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The Python system allows you to drain and fill an aquarium from any sink without having to carry any buckets.

If you are using buckets to do your water changes, do yourself a favor and upgrade to the Python No Spill Clean and Fill Aquarium Maintenance System. The Python system allows you to drain and fill an aquarium from any sink without having to carry any buckets. I use my Python all the time to do cleanings and water changes, even though I have a plumbed-in water change system on many of my tanks.

Photo: Python Products

How to Use the Python No Spill Aquarium Water Change System

The Python system comes with a faucet adapter and a hose with threaded male and female ends which allow it to be extended or attached to a gravel vacuum tube. All you do is attach the green faucet adapter to a sink and turn on the water to begin siphoning. When the tank has been drained to the appropriate level, you can switch the Python over to fill mode and refill the tank. The video below covers the system's operation in more detail.

How to Use the Python Video by Big Al's on Youtube

Python Water Changer Accessories and Replacement Parts

The greatest thing about the Python compared to similar products is the great selection of accessories. The Python Hook, for example, allows you to fill an aquarium without worrying about the hose slipping out when you walk over to the sink. I use this particular attachment all the time.

Python Hook in use

Other accessories offer more customization for your particular aquarium. The gravel tube can be purchased in 20, 24, 30, 36, 48 and 72 inch lengths for deeper aquariums! (Links below)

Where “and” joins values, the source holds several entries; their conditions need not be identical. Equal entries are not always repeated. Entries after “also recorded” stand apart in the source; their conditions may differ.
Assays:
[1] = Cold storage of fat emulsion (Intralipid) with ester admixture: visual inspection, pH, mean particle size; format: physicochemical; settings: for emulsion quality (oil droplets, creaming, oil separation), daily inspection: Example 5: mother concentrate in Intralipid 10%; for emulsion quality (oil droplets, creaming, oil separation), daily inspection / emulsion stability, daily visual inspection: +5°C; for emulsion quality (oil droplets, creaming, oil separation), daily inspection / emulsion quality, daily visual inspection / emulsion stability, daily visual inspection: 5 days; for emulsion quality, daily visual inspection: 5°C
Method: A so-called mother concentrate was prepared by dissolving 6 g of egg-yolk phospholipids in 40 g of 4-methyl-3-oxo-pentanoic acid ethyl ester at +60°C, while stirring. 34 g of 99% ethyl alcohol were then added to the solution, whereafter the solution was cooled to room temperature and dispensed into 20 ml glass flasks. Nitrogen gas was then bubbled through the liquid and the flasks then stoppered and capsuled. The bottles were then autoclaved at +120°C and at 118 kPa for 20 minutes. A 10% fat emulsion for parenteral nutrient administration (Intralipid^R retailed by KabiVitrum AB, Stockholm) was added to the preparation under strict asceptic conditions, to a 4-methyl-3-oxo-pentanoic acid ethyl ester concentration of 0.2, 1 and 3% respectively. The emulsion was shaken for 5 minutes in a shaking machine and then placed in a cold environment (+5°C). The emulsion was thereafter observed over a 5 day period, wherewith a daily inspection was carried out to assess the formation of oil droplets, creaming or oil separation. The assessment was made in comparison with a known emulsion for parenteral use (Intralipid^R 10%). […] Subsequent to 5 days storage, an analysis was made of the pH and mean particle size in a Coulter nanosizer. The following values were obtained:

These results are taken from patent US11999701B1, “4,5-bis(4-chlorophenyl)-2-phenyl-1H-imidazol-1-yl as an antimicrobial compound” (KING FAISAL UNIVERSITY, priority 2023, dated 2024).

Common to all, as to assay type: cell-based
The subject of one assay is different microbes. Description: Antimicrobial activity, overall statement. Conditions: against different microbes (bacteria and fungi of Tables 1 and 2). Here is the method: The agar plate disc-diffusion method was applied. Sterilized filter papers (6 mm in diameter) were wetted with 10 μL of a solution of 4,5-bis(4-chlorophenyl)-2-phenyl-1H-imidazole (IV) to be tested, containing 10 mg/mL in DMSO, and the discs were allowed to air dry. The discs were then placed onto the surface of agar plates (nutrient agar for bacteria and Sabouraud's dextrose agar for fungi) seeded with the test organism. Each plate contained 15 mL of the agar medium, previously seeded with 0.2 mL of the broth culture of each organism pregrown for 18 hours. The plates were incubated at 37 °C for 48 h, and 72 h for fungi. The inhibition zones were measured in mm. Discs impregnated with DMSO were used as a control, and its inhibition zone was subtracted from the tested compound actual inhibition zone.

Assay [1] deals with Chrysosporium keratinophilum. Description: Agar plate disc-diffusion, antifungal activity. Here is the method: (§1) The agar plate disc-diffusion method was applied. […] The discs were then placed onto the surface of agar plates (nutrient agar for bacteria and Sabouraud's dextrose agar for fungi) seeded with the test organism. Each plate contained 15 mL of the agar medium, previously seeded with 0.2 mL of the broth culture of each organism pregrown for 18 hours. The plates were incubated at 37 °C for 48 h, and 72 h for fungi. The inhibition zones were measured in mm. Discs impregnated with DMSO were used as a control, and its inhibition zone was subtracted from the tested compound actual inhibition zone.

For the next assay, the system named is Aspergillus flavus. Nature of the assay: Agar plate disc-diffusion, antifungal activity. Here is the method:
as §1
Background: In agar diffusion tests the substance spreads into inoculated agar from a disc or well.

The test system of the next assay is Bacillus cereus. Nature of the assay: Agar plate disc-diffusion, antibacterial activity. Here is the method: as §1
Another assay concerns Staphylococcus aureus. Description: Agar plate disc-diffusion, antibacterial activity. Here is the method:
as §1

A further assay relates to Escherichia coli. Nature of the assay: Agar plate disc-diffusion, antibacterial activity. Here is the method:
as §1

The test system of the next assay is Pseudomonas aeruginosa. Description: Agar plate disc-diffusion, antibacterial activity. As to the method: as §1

Because of the modular design, you can also build your own custom length Python using clear tubing from a hardware store. I did this to create a 100' siphon hose because I often service aquariums that are more than 25' or 50' from a sink. Since each hose has one male and one female end, they can be connected together. Now, I have a 20', 25', and 100' hose that could all be joined together to form a 145' water changer!

Also, since every single part can be purchased separately, you will never have to pay for an entire new system if one piece fails. I've listed many of the Python products below. Just make sure you get an idea of the distance from your aquarium to the nearest sink before ordering a particular size!

Links to Python Products on Amazon:

This store-bought shelving unit is the perfect size for supporting a pair of 40 gallon breeder aquariums.
40 Breeder Rack
40 Breeder Rack

I've built a few DIY aquarium racks, but I wanted to go with a steel frame for my two 40 breeders to save space. Unlike a wooden frame, these steel supports lay flat against the sides of the aquariums. Steel shelving can also support a lot of weight - 800 lbs per shelf in this case. Water weighs roughly 8 lbs per gallon, so 40 gallons of water alone is 320 lbs. When you add the weight of the glass aquarium (58 lbs for a 40 breeder), substrate, heater, filters, etc. the total weight of one 40 gallon aquarium can be over 400 lbs.

Where to Get a Steel Aquarium Rack

Edsal Storage Unit
Edsal Storage Unit

These heavy duty storage units have been recommended by several people over the past few years as an affordable store-bought option for holding one or two 40 gallon tanks. This video by Aquarium Co-op from 2014 referenced a very similar rack that may or may not still be available from Lowe's. I purchased mine at Home Depot. Similar units are available from a variety of retailers, including this Muscle Rack on amazon. Fortunately 36" x 18" seems to be a fairly common shelving size, so it should not be too difficult for most people to find.